Gen Y: Changing the Economic Game

AMA6-11-14Move over, baby boomers. There’s a batch of new kids in town, and their numbers have knocked you out of first place as the biggest age cohort in the country. We’re talking about the millennials, or Generation Y, whose buying patterns and lifestyle choices are changing the face of the economy in ways large and small.

According to recent Department of Labor statistics, the largest age group in the country now has an average age of just 23. That generation, like the baby boomers born between the end of World War II and 1960, includes people just finishing college to young adults in their mid-thirties. And like the baby boomers, which shaped the cultural and economic landscape for so many years, this new group is making an impact in virtually every area of the economy.

Think of Gen Y as the connected generation. Coming of age in a digital world that puts everything within reach 24/7, this group is adept at testing, Skyping, Facebooking, Instagramming and a host of other web based social connections. In person connectivity? Not so much.

That makes these young people as a general group a challenge for traditional employers, who bemoan their lack of a mainstream work ethic and overall social skills. They’re highly mobile, with little attachment to a job long–term. They’ve grown up in a world where employment isn’t consistent and careers don’t last, and many of them have struggled to find a job related to what they learned in college.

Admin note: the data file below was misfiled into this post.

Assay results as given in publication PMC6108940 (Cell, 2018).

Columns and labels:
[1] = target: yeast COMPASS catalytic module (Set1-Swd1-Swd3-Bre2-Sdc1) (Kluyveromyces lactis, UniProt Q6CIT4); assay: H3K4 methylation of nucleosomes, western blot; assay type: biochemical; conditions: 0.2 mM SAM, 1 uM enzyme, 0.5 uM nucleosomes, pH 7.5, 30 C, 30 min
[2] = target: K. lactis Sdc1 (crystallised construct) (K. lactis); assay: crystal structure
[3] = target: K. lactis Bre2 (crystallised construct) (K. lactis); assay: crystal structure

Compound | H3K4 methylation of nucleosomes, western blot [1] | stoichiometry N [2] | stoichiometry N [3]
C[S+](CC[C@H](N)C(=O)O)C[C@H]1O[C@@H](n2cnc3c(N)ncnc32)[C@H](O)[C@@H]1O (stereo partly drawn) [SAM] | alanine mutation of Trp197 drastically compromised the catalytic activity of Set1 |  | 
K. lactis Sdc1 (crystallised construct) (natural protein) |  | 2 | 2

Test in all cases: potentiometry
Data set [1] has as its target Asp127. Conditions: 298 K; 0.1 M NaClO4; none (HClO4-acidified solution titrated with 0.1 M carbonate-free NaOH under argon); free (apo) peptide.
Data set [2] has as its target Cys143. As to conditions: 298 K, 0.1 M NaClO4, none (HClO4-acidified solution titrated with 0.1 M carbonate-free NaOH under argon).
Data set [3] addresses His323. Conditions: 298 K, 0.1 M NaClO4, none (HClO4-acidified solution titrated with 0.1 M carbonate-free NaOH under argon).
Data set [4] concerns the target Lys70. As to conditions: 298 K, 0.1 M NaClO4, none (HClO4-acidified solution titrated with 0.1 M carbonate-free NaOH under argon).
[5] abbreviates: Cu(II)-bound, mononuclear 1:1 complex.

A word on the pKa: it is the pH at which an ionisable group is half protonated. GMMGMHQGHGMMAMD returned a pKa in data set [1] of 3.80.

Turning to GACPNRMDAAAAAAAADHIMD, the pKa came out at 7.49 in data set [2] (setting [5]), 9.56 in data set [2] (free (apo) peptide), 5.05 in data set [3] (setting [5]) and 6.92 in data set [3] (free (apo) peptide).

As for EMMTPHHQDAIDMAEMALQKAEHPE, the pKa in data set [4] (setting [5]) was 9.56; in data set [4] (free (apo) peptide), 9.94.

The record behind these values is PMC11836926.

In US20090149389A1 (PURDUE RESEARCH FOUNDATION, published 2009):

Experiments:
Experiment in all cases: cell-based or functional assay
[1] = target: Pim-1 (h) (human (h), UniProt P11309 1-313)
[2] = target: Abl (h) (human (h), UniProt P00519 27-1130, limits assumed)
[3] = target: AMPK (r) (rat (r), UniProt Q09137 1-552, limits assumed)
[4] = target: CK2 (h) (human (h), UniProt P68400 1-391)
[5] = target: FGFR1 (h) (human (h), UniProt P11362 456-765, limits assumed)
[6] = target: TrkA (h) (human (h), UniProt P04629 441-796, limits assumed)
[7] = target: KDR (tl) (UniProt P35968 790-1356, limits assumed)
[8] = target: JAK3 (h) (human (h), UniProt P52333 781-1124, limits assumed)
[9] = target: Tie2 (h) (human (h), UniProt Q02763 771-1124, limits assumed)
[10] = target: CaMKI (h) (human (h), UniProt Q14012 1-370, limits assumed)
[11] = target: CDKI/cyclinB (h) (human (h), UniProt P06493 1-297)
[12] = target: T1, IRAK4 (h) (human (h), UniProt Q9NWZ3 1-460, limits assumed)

Surveys of social patterns show that this generation is commitment shy in many ways. Burdened with student debt from years in college and struggling to find work, many live at home or with friends, unwilling or unable to make the big-ticket purchases such as a house or car that used to signal “adulthood.”

They tend to marry later, too, and postpone or skip starting families. This generation is more likely than any other to say they plan to have just one child or remain childless – and when they do leave home, they’re more likely to rent rather than buy a home.

Idealism and a wish to change the world is also a key characteristic of this group – and many of them prefer entrepreneurship or working in ways that improve conditions for people and the world to the traditional goals of capitalism.

Granted, that picture of the new millennials has some very broad strokes. But they offer a few insights into the way this new majority views – and changes – the world. It’s a different take on the old American Dream – and as Jason Hartman says, that mans new opportunities for alert investors. (Top image:Flickr/Ju-x)

Read more from The American Monetary Association:

Data Theft Crosses All Borders

Is A College Degree Worth The Cost?

The American Monetary Association Team

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